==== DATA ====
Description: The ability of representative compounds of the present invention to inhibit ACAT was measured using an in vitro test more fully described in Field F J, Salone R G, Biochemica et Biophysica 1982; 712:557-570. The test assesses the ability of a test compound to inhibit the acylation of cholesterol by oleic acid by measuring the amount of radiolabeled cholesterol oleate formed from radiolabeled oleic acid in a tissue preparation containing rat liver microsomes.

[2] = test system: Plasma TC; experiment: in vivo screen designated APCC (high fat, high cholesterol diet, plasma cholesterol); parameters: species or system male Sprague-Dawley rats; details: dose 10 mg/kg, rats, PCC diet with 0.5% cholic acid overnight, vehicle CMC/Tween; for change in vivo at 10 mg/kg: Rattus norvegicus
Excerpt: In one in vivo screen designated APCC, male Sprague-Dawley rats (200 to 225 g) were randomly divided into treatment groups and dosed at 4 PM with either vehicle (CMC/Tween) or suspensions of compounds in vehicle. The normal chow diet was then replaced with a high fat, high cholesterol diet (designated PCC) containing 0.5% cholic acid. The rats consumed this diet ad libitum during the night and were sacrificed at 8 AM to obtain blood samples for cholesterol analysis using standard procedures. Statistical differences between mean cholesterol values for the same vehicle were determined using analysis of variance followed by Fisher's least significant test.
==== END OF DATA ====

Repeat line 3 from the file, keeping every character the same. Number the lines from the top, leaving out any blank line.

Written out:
Excerpt: In one in vivo screen designated APCC, male Sprague-Dawley rats (200 to 225 g) were randomly divided into treatment groups and dosed at 4 PM with either vehicle (CMC/Tween) or suspensions of compounds in vehicle. The normal chow diet was then replaced with a high fat, high cholesterol diet (designated PCC) containing 0.5% cholic acid. The rats consumed this diet ad libitum during the night and were sacrificed at 8 AM to obtain blood samples for cholesterol analysis using standard procedures. Statistical differences between mean cholesterol values for the same vehicle were determined using analysis of variance followed by Fisher's least significant test.